Posted by: wrcseniorservices | September 8, 2010

Still the Same

Being elderly doesn’t mean you stop being the person you are. However, physical or mental limitations may make it difficult to enjoy the same hobbies. If you are a caregiver, have you ever wondered if your loved one was suffering from depression? Imagine if the things you are most passionate in life about disappeared. How would you cope?

Two causes of depression are social isolation and a loss of a sense of purpose in life. You might not stop being who you are on the inside, but how do you reconcile that person on the outside?

As a caregiver, try to get creative and think of ways that your loved one could still enjoy the things they’ve always loved. A few examples. Perhaps, they enjoyed crossword puzzles but have trouble seeing them now. Buy a full page magnifier or get a large print edition. You can find these (and other great games for the elderly) at the Senior Store. If the problem is writing, try computer crossword puzzles. They may find it easier to type.

Perhaps they were an avid gardener. There are a variety of gardening tools designed for the elderly that are more lightweight and have a longer reach. I found a pretty comprehensive store at Wright Stuff. In addition to tools, the design of the garden can help. For more information about gardening for the elderly, check out MDA online.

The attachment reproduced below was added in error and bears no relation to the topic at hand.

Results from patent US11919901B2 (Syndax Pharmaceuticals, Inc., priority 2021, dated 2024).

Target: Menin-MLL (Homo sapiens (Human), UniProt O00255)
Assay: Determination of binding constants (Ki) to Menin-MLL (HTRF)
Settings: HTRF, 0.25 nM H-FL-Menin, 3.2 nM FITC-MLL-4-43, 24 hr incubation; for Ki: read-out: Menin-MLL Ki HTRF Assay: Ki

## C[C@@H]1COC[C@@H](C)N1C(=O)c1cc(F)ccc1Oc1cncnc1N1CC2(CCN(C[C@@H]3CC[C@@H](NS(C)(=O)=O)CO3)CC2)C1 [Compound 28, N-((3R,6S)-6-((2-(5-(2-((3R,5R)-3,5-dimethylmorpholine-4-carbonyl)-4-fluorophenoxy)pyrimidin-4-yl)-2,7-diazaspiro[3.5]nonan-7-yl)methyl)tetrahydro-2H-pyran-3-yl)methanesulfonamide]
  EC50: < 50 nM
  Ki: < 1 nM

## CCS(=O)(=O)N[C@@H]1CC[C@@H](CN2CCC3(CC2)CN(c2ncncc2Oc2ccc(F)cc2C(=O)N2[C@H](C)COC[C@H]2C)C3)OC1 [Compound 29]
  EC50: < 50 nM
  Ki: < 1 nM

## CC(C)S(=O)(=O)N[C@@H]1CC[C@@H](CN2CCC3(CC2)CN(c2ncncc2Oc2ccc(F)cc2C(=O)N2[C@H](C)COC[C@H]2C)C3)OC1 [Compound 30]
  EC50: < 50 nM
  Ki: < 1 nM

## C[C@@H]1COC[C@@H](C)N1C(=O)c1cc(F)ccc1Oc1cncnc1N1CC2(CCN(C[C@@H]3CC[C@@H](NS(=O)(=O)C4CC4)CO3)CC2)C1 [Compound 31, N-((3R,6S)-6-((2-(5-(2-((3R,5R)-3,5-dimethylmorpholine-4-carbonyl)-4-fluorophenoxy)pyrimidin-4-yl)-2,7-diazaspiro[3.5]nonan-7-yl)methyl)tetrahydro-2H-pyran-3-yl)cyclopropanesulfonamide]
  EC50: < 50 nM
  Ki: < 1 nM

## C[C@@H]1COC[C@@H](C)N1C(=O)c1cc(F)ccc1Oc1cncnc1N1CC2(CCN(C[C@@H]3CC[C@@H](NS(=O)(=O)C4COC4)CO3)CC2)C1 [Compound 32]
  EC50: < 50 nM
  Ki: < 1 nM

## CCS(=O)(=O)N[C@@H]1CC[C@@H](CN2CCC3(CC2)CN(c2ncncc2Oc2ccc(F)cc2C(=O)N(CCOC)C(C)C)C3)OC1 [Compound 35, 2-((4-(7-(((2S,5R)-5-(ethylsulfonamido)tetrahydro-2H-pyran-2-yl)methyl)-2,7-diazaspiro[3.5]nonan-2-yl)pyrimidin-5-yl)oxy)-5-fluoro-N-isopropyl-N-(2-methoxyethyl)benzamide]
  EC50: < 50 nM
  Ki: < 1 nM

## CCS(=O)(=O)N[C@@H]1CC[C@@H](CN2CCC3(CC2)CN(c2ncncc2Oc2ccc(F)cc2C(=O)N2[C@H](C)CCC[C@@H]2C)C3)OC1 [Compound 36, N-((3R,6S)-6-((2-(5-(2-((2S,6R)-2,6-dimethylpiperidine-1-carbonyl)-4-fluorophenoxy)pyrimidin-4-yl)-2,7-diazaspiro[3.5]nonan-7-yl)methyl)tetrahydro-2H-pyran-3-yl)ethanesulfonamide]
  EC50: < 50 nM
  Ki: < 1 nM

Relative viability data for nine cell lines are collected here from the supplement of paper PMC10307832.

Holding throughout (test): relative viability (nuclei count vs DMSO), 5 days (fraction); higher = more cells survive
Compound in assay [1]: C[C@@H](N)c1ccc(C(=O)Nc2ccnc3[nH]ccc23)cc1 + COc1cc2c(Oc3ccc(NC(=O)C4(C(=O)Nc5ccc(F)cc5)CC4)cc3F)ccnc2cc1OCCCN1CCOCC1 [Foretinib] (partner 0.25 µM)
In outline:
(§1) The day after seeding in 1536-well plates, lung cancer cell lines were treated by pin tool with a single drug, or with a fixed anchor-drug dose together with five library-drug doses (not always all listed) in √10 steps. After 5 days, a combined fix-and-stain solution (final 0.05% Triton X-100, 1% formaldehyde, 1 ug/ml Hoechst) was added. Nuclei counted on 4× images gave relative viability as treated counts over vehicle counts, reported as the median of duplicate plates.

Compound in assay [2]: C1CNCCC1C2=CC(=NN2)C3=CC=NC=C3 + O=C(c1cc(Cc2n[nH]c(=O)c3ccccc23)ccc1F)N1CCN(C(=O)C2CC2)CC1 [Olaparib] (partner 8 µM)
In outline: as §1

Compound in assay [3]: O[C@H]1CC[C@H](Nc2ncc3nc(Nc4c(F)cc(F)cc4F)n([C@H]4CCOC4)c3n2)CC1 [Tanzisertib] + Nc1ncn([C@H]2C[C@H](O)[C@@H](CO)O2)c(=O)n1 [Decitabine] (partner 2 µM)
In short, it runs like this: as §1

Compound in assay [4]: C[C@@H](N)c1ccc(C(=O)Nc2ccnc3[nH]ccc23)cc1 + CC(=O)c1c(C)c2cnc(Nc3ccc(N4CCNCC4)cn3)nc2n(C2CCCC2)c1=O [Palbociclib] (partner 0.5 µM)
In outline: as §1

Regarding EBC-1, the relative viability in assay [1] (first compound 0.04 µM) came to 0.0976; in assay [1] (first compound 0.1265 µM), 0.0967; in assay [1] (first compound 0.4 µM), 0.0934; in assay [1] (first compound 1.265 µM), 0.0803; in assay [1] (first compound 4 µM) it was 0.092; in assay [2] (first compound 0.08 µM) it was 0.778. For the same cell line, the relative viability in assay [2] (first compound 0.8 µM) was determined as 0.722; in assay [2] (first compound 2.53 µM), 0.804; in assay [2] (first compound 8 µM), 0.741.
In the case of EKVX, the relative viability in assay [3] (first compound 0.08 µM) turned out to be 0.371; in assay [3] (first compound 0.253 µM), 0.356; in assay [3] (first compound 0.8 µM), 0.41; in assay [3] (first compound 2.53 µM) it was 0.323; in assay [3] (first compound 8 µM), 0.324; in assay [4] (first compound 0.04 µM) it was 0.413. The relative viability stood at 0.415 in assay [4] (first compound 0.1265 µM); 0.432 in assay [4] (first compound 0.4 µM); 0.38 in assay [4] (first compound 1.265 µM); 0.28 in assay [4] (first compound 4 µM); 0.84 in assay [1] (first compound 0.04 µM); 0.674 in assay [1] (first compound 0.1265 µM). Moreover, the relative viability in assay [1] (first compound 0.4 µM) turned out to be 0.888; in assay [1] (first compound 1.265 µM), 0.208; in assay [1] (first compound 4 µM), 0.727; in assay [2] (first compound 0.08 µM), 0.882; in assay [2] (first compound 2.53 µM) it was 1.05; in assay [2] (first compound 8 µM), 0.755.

Dick Myers plays for his fellow residents

If you get creative, you can find a way to adapt most hobbies. We do this at WRC Senior Services. When Dick Myers moved to Laurelbrooke Assisted Living, he struggled with the transition until he found he could still enjoy the same hobbies in a new way. Dick was a gardener. Now he cares for the potted flowers growing at our entrance. They’ve never looked more beautiful! He also spent over 60 years playing the piano in church. Now he plays for his fellow residents and the residents in our memory support neighborhood. As I watch him play, I can see the joy it brings him as well as his listeners.

Laurels resident Ted Beniades had a big adjustment to make at retirement. He spent over 40 years in show business on Broadway, stage, TV and movies. How do you still enjoy that passion? I began talking to Ted about my love for theater. I am part of the Clarion Community Theater group.

For our most recent show Agatha Christie’s “And Then There Were None,” I realized I had a chance to get Ted involved again in something he loved. We needed a voiceover that would play on a gramophone during the show. He wouldn’t have to be at all the performances or the practices.

Ted Beniades stands beside his younger self in a Ragu commercial

I told him what I was thinking, and he jumped on board. I took a script over and spent some time telling him about the show and his character. He was back in the game, and I could see the sparkle in his eyes. We spread sound equipment all over his living room and got to work, laughing and joking amidst serious work. It was wonderful, and his voiceover was fantastic!

He came out to watch the show twice, and we introduced him to the audience who responded with resounding cheers. I was so glad that we were able to think of a way to help him be the person he never stopped being – a star.

What can you do today to help your loved one still be who they are in spite of how their life has changed?

Written by Dawn Wise, Marketing and Communications Manager
dwise@wrc.org

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